Democracy Under Siege: The Region’s Reaction to Bukele

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photo of panelists in El Salvador event CESCOS

In El Salvador, the government of Nayib Bukele has posed a significant challenge to democracy in the region. His security policies, which have yielded positive results in reducing insecurity rates, have led to serious abuses and were made possible through prior measures that concentrated the power in the executive branch. These policies have also boosted the popularity of the Salvadoran president. This highlights the need to promote democratic and effective alternatives to address insecurity in the region. 

The Inter-American Dialogue, along with CESCOS (Center for the Study of Contemporary Open Societies) and the University ORT in Uruguay, hosted an event to analyze the popularity of President Bukele despite allegations of abuses committed in the context of the state of exception adopted in the country, the impact of punitive security policies on the rule of law, attempts to export Bukele's model to the region, and alternative strategies to counter abusive security policies. 

Tamara Taraciuk Broner, director of the Rule of Law Program at the Inter-American Dialogue, analyzed the democratic context in the region, the current situation in El Salvador, and the challenges posed by the Bukele government's success in addressing insecurity. She pointed out that there are three categories in the region: dictatorships, authoritarian governments arising from democratic elections, and fragmented or fragile democracies. She detailed how Bukele consolidated his power and control over democratic institutions and compared his government to that of former President Hugo Chávez in Venezuela, arguing that Bukele achieved the same level of power concentration as Chávez in a much shorter period. Despite controversies and abuses, Bukele maintains his enormous popularity due to results in reducing violence and his effective communications strategy. Taraciuk Broner emphasized the importance of seeking long-term democratic solutions rather than exclusively focusing on short-term punitive options.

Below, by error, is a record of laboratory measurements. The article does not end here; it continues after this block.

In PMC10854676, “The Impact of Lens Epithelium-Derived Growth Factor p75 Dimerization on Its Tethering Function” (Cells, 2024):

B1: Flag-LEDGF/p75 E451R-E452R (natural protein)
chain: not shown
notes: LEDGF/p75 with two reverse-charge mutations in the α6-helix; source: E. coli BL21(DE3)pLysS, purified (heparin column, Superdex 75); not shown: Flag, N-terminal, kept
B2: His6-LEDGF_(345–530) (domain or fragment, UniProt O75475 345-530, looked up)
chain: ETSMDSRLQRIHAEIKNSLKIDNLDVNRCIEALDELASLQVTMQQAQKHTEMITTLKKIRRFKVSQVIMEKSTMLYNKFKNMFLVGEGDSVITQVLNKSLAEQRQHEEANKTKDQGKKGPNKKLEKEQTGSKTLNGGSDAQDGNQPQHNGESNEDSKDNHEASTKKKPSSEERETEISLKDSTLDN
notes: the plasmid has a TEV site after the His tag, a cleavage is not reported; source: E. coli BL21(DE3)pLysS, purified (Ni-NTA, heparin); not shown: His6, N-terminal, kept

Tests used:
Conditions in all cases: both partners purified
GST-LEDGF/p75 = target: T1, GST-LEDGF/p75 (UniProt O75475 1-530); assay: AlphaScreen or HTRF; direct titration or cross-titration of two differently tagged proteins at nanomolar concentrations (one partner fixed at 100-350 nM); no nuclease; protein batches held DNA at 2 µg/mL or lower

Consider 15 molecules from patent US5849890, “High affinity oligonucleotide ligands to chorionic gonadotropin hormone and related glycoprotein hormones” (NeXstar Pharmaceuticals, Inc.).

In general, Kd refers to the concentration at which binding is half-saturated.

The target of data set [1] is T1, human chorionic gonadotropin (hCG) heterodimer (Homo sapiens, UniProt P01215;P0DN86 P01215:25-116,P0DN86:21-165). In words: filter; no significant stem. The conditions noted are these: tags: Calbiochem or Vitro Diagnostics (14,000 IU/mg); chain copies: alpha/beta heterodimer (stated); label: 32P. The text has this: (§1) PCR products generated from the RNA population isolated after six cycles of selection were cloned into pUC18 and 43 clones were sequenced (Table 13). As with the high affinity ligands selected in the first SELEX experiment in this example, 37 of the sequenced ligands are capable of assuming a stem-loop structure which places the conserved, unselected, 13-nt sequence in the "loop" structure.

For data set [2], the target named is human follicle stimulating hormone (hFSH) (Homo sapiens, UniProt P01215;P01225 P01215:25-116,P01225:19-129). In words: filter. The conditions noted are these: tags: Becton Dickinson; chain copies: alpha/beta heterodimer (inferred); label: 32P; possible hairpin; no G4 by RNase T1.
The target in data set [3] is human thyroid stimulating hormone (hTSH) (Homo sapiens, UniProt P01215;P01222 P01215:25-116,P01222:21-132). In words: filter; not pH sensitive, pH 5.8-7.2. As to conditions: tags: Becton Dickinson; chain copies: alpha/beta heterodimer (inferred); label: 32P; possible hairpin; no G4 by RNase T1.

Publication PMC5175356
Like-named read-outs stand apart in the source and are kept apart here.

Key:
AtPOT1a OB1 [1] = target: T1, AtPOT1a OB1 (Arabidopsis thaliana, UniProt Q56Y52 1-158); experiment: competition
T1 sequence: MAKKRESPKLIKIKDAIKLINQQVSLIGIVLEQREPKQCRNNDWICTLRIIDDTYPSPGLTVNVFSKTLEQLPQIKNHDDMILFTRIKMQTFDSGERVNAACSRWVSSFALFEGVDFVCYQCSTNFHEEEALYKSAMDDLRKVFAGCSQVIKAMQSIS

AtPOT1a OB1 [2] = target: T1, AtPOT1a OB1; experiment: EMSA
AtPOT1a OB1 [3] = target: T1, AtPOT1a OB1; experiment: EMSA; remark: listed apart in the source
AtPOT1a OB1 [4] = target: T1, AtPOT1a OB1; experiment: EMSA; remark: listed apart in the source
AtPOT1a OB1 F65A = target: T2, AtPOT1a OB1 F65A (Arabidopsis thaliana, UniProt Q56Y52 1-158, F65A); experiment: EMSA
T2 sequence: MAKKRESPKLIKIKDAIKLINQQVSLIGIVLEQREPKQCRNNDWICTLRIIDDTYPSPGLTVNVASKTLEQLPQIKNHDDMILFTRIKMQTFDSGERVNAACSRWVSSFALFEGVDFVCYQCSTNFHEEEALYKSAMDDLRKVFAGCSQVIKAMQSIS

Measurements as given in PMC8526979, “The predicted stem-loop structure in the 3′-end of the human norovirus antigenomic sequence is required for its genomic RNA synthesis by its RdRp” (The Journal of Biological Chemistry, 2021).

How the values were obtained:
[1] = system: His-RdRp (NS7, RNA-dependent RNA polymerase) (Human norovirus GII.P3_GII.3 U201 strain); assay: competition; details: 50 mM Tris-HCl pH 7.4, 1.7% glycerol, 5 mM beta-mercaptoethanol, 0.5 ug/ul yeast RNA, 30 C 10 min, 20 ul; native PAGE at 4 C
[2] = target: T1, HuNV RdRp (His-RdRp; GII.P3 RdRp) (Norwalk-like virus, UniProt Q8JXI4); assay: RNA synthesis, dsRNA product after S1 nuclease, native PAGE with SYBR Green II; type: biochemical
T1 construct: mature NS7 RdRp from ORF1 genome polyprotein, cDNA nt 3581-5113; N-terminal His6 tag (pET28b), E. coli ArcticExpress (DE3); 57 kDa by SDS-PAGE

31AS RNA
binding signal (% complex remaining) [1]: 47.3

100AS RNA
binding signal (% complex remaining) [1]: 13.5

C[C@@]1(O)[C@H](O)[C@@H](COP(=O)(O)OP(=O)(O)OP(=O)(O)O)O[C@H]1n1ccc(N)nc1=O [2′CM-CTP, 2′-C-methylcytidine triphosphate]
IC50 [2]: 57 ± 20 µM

Nicolás Saldías, analyst from the Economist Intelligence Unit, addressed the relationship between the Bukele government and democracy. He highlighted that, according to Latinobarómetro data, democratic satisfaction in El Salvador is high, suggesting a paradox in which, despite institutional weaknesses, Bukele enjoys strong popular support. He recalled that Bukele's rise to power was not sudden but represented a rupture in the Salvadoran political system. He highlighted that Bukele signifies a break from the Salvadoran political system, pointing to a more extensive deterioration of political parties in Latin America. He referred, for example, to parallels with Javier Milei in Argentina, where a crisis of the party system exists, and to former President Donald Trump, who co-opted an existing party. Saldías also analyzed the role of social media in current politics and highlighted President Bukele's large number of followers. He also warned of the growing authoritarian trend in the Bukele government, which, he argued, raises questions about the future of democracy in the region. 

During the Q&A period, roundtable participants discussed the role of independent press, the crisis of liberal democracy failing to address people’s needs, the rise of "outsiders" in the region, and the links between politicians and criminal groups, among other issues. 


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